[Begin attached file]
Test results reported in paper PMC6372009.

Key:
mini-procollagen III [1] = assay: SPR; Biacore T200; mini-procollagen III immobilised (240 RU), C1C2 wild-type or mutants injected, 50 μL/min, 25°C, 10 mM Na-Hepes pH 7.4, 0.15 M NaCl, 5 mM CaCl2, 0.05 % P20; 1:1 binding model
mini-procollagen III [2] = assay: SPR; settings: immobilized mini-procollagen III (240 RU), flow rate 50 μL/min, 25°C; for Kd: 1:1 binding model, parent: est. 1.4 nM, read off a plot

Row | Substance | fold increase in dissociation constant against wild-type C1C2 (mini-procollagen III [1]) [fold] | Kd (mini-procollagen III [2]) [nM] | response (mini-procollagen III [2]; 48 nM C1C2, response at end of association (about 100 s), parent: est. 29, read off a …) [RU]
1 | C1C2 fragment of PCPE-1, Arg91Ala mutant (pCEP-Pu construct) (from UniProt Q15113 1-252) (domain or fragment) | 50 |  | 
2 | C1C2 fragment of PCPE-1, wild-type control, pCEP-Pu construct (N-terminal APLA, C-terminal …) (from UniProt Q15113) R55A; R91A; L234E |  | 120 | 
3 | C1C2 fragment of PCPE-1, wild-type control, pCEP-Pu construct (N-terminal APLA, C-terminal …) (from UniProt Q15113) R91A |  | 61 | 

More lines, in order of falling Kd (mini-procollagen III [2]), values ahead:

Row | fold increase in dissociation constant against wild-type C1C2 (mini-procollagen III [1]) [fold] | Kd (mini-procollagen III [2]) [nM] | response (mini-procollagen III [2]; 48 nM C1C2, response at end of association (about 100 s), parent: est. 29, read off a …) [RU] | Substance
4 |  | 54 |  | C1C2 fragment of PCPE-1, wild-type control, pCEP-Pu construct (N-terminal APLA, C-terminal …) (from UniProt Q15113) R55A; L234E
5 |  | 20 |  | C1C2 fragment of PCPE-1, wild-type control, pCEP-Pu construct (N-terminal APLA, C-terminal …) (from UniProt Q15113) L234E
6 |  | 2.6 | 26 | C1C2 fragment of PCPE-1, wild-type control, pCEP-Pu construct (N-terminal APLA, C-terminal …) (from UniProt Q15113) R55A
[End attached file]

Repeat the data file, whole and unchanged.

Test results reported in paper PMC6372009.

Key:
mini-procollagen III [1] = assay: SPR; Biacore T200; mini-procollagen III immobilised (240 RU), C1C2 wild-type or mutants injected, 50 μL/min, 25°C, 10 mM Na-Hepes pH 7.4, 0.15 M NaCl, 5 mM CaCl2, 0.05 % P20; 1:1 binding model
mini-procollagen III [2] = assay: SPR; settings: immobilized mini-procollagen III (240 RU), flow rate 50 μL/min, 25°C; for Kd: 1:1 binding model, parent: est. 1.4 nM, read off a plot

Row | Substance | fold increase in dissociation constant against wild-type C1C2 (mini-procollagen III [1]) [fold] | Kd (mini-procollagen III [2]) [nM] | response (mini-procollagen III [2]; 48 nM C1C2, response at end of association (about 100 s), parent: est. 29, read off a …) [RU]
1 | C1C2 fragment of PCPE-1, Arg91Ala mutant (pCEP-Pu construct) (from UniProt Q15113 1-252) (domain or fragment) | 50 |  | 
2 | C1C2 fragment of PCPE-1, wild-type control, pCEP-Pu construct (N-terminal APLA, C-terminal …) (from UniProt Q15113) R55A; R91A; L234E |  | 120 | 
3 | C1C2 fragment of PCPE-1, wild-type control, pCEP-Pu construct (N-terminal APLA, C-terminal …) (from UniProt Q15113) R91A |  | 61 | 

More lines, in order of falling Kd (mini-procollagen III [2]), values ahead:

Row | fold increase in dissociation constant against wild-type C1C2 (mini-procollagen III [1]) [fold] | Kd (mini-procollagen III [2]) [nM] | response (mini-procollagen III [2]; 48 nM C1C2, response at end of association (about 100 s), parent: est. 29, read off a …) [RU] | Substance
4 |  | 54 |  | C1C2 fragment of PCPE-1, wild-type control, pCEP-Pu construct (N-terminal APLA, C-terminal …) (from UniProt Q15113) R55A; L234E
5 |  | 20 |  | C1C2 fragment of PCPE-1, wild-type control, pCEP-Pu construct (N-terminal APLA, C-terminal …) (from UniProt Q15113) L234E
6 |  | 2.6 | 26 | C1C2 fragment of PCPE-1, wild-type control, pCEP-Pu construct (N-terminal APLA, C-terminal …) (from UniProt Q15113) R55A